Getting to a destination that you frequently drive to is a total breeze. You know your exits, a bunch of shortcuts, and peak traffic hours (pronounced hours to avoid). You save a ton of time on the road because of all your background knowledge.
Cross-selling and upselling are based on a similar principle - where you sell smart. These sales techniques use the knowledge of familiar places - or in this case, existing customers - to maximize profits and minimize efforts.
Existing customers already know your brand and trust your services. As a result, you can leverage insights from their purchase history and buying behavior to recommend additional products or higher-value products.
On the other hand, dealing with new customers means starting afresh. This is the equivalent of planning a journey to unchartered shores. One wrong turn, and you might not reach your destination altogether.
Cross-selling and upselling achieve the same goal: they boost customer lifetime value. Although they use the same fundamental principle, there are a handful of differences between the two concepts, and these distinctions dictate their use cases. Let’s dive into each concept to get a handle on the distinctions between the two sales techniques.
What is cross-selling?
Cross-selling refers to selling an attractive basket of products to your customers instead of selling a single product.
Imagine this: A customer walks into a pizza place and orders a spicy pepperoni pizza. A clever waiter takes his order and also maneuvers the customer’s attention towards a mint virgin mojito on display. The customer is intrigued by the price. The clever waiter might chime in, saying that a mint virgin mojito would go perfectly with the pizza that the customer has chosen.
The customer bites and orders both. The simple, almost effortless act of drawing attention to an add-on has allowed the pizza place to improve its sales.
Cross-selling strategy works by bundling complementary products (note that we said complementary and not complementary) with the initial purchase made by a customer or the main product desired. You have the advantage of knowing the interested buyer and clearly, they already trust your brand. You don’t have devote time to preparing buyer personas, generating leads, and steering your customer through the entire sales pipeline. The customer is already at the end of the pipeline; you just have to work your magic of persuasion to sell additional items.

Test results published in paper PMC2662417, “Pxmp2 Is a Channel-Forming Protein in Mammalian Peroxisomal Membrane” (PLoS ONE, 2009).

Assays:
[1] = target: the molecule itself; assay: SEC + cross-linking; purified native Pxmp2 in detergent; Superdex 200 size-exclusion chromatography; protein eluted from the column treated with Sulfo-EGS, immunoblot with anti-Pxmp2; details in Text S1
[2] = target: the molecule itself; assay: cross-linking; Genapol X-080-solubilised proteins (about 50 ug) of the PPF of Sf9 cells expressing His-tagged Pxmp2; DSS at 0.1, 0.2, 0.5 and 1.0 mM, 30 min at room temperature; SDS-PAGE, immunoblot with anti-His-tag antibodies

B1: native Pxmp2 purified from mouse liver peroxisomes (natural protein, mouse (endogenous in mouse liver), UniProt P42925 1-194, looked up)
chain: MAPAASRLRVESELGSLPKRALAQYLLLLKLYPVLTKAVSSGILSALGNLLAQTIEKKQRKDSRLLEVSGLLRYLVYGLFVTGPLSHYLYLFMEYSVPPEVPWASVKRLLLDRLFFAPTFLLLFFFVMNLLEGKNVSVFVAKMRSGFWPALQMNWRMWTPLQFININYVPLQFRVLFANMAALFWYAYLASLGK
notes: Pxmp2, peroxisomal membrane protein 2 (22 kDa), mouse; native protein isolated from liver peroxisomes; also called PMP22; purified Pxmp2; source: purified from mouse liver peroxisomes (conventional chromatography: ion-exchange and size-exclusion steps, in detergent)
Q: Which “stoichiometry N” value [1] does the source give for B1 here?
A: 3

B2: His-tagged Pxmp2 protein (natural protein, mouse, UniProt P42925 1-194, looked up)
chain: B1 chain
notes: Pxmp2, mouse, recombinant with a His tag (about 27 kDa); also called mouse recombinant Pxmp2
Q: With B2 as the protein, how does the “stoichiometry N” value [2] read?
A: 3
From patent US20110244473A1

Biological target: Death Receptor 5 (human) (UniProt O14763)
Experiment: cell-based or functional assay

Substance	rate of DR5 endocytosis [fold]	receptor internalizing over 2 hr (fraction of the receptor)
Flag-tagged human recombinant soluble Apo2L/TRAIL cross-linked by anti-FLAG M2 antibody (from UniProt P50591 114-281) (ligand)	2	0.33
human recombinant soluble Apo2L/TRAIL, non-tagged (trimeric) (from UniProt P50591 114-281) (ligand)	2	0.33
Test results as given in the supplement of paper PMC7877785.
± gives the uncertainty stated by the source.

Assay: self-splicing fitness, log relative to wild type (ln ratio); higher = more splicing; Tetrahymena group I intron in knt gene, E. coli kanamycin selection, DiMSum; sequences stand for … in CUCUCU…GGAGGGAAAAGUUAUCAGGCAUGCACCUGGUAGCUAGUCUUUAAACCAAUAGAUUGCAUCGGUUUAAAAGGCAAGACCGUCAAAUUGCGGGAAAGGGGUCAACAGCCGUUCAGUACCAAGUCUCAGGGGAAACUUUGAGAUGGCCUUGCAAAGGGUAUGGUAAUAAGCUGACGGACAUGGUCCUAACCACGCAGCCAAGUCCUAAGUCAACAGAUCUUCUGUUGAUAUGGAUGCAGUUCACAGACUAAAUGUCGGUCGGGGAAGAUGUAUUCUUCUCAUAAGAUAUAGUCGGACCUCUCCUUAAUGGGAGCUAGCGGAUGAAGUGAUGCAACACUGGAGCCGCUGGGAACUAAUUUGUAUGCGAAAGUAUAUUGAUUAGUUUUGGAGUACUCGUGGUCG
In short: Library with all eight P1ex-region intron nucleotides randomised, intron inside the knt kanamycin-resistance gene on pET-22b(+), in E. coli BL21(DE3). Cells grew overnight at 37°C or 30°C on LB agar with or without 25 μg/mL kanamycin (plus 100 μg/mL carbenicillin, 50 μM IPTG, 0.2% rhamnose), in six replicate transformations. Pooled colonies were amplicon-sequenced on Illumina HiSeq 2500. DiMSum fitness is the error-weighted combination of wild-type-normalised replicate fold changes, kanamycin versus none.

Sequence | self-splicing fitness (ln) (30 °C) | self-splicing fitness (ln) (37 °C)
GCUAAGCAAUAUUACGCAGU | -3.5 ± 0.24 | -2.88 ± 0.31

Let’s look at a couple of examples to understand the different ways of using cross-selling strategies.
Cross-selling examples to mimic and personalize
With a few minor modifications for context and sector, you can maximize cross-selling using these examples for inspiration.
ECommerce business giant Amazon is an ace at cross-selling. When you add an item to your cart or open a product page, the site makes recommendations under the section “frequently brought together...” This is how Amazon uses a cross-selling strategy to increase sales while satisfying a customer’s need.
A customer visits your store and tries on a dress. The salesperson can throw in a pair of earrings or shoes that will go with the dress. They don’t precisely need these, but looking at a perfect match, the customer may want to buy a pair of earrings.
What is Upselling?
A customer is deadset on a product; they want nothing but a 55-inch television. Your sales rep tried pitching discounts on complementary products, but the customer did not budge. They haven’t come to shop around. How do we improve sales and increase the lifetime value of this customer?
Upselling is the sales strategy you are looking for. It is like an upgrade from the original purchase. You offer the customer another product that is slightly more expensive but comes with more features and better functionality. Instead of bundling products, you are making the initial purchase better.
Customers are often attracted by this sales technique because it promises far more value for a marginally higher price.
When you visit an OTT website like Netflix or Mubi, then you must have seen that when you want to buy a subscription, then the site shows you a comparison chart. You can either go for a monthly plan, a yearly plan, or a premium plan. Each plan has some distinct features you can use the application on multiple devices. You can see how the value is being added as the plans become more expensive and what they would miss if you chose a cheaper plan.
Now that you have understood the upselling strategy let’s take some examples to understand this concept further.
Some upselling examples